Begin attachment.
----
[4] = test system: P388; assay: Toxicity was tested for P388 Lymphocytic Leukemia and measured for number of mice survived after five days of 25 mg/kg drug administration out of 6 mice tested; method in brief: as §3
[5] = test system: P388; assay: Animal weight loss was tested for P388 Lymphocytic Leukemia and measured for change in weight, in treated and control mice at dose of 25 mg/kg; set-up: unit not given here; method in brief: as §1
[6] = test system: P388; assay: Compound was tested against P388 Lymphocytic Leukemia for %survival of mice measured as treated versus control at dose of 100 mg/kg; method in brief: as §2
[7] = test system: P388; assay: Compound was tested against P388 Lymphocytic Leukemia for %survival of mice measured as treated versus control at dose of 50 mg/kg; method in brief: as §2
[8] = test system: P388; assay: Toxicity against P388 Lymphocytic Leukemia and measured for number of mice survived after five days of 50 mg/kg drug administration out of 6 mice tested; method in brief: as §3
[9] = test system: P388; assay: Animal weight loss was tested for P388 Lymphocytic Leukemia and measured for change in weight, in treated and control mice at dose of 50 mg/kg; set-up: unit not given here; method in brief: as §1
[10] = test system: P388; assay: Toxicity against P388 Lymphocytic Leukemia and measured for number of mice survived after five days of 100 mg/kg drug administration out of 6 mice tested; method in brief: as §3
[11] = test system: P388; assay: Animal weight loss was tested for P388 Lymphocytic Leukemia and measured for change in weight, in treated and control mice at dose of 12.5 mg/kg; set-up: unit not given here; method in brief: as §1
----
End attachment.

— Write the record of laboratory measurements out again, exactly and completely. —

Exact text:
[4] = test system: P388; assay: Toxicity was tested for P388 Lymphocytic Leukemia and measured for number of mice survived after five days of 25 mg/kg drug administration out of 6 mice tested; method in brief: as §3
[5] = test system: P388; assay: Animal weight loss was tested for P388 Lymphocytic Leukemia and measured for change in weight, in treated and control mice at dose of 25 mg/kg; set-up: unit not given here; method in brief: as §1
[6] = test system: P388; assay: Compound was tested against P388 Lymphocytic Leukemia for %survival of mice measured as treated versus control at dose of 100 mg/kg; method in brief: as §2
[7] = test system: P388; assay: Compound was tested against P388 Lymphocytic Leukemia for %survival of mice measured as treated versus control at dose of 50 mg/kg; method in brief: as §2
[8] = test system: P388; assay: Toxicity against P388 Lymphocytic Leukemia and measured for number of mice survived after five days of 50 mg/kg drug administration out of 6 mice tested; method in brief: as §3
[9] = test system: P388; assay: Animal weight loss was tested for P388 Lymphocytic Leukemia and measured for change in weight, in treated and control mice at dose of 50 mg/kg; set-up: unit not given here; method in brief: as §1
[10] = test system: P388; assay: Toxicity against P388 Lymphocytic Leukemia and measured for number of mice survived after five days of 100 mg/kg drug administration out of 6 mice tested; method in brief: as §3
[11] = test system: P388; assay: Animal weight loss was tested for P388 Lymphocytic Leukemia and measured for change in weight, in treated and control mice at dose of 12.5 mg/kg; set-up: unit not given here; method in brief: as §1